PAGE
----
# How do you integrate #int x(lnx)^2 # using integration by parts?

The answer is

The integration by parts is

Here,

Therefore, the integral is

Therefore,

Putting all together

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To integrate ( \int x(\ln x)^2 ) using integration by parts, you would use the formula:

[ \int u , dv = uv - \int v , du ]

Let ( u = (\ln x)^2 ) and ( dv = x , dx ).

Then, differentiate ( u ) to find ( du ) and integrate ( dv ) to find ( v ).

[ du = 2\ln x \cdot \frac{1}{x} , dx = \frac{2}{x} \ln x , dx ] [ v = \frac{x^2}{2} ]

Now, apply the integration by parts formula:

[ \int x(\ln x)^2 , dx = uv - \int v , du ] [ = \frac{x^2}{2} (\ln x)^2 - \int \frac{x^2}{2} \cdot \frac{2}{x} \ln x , dx ]

Simplify and integrate the remaining term:

[ = \frac{x^2}{2} (\ln x)^2 - \int x \ln x , dx ]

This remaining integral can be further simplified and evaluated using integration by parts or other methods if necessary.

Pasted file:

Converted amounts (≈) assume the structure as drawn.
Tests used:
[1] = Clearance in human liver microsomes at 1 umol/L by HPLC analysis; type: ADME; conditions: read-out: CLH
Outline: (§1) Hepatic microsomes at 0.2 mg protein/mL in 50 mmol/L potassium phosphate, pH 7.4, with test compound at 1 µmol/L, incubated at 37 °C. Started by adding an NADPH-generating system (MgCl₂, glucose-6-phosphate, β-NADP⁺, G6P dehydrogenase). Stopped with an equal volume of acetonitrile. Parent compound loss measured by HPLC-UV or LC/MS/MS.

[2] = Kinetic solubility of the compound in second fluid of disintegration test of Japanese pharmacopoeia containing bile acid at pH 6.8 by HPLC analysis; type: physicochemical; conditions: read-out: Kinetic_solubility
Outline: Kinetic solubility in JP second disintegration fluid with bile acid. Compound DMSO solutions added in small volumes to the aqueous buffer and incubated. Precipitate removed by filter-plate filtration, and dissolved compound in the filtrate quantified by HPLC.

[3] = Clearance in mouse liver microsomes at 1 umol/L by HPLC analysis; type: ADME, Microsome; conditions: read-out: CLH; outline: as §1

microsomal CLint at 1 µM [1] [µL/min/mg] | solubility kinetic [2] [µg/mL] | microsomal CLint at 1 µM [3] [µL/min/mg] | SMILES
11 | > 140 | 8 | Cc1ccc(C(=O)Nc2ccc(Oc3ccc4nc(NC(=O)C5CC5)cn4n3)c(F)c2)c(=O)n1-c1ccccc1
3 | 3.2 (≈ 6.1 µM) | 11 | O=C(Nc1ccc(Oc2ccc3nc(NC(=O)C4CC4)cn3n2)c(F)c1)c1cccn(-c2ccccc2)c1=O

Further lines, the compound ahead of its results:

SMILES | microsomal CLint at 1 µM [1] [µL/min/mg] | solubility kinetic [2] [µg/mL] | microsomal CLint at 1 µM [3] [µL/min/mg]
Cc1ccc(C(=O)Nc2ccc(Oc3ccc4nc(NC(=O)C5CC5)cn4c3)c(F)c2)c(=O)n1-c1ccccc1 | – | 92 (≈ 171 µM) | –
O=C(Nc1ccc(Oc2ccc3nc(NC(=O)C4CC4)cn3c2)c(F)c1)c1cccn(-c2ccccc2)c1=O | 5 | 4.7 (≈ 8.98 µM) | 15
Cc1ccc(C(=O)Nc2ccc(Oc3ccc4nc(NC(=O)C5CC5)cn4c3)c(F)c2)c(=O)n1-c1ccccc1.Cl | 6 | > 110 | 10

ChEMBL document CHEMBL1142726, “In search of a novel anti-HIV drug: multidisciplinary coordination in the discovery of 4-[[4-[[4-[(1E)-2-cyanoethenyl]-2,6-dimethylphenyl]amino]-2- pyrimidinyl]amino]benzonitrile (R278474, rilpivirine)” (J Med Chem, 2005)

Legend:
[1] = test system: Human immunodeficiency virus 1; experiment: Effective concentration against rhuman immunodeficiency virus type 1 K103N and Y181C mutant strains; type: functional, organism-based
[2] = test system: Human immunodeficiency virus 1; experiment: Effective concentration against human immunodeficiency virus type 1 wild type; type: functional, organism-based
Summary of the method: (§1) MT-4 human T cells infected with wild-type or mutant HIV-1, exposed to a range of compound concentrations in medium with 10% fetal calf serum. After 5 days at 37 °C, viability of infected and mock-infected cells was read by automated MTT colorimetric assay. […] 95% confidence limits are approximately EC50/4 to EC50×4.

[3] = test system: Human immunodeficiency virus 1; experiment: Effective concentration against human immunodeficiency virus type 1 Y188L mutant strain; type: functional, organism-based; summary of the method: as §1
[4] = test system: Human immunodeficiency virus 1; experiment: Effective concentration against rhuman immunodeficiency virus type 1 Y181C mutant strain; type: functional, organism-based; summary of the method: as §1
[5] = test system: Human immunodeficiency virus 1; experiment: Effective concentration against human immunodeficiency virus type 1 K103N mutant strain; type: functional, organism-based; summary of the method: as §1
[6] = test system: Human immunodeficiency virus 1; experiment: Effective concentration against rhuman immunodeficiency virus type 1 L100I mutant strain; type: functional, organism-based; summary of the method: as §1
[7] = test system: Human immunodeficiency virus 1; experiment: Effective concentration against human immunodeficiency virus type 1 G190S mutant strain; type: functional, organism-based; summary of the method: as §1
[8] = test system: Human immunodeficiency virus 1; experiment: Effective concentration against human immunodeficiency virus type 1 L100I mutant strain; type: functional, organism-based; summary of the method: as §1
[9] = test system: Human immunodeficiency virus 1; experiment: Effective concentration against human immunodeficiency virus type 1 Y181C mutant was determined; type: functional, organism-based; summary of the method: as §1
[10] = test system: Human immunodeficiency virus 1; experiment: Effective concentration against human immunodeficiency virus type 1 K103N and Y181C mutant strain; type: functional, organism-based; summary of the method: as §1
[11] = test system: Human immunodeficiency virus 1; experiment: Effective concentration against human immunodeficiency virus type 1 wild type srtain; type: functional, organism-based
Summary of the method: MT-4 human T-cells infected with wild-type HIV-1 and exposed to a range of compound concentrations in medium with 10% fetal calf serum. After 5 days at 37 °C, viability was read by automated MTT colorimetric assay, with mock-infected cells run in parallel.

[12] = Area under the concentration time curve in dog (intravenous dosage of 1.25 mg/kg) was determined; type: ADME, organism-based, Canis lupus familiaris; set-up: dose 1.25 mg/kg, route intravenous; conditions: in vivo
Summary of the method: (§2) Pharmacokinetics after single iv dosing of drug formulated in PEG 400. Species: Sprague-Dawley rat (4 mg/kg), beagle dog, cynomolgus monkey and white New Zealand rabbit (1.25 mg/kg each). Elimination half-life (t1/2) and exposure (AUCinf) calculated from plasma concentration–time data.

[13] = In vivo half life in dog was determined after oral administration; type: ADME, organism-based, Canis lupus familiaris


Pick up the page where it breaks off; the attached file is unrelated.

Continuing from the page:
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When evaluating a one-sided limit, you need to be careful when a quantity is approaching zero since its sign is different depending on which way it is approaching zero from. Let us look at some examples.

When evaluating a one-sided limit, you need to be careful when a quantity is approaching zero since its sign is different depending on which way it is approaching zero from. Let us look at some examples.

When evaluating a one-sided limit, you need to be careful when a quantity is approaching zero since its sign is different depending on which way it is approaching zero from. Let us look at some examples.

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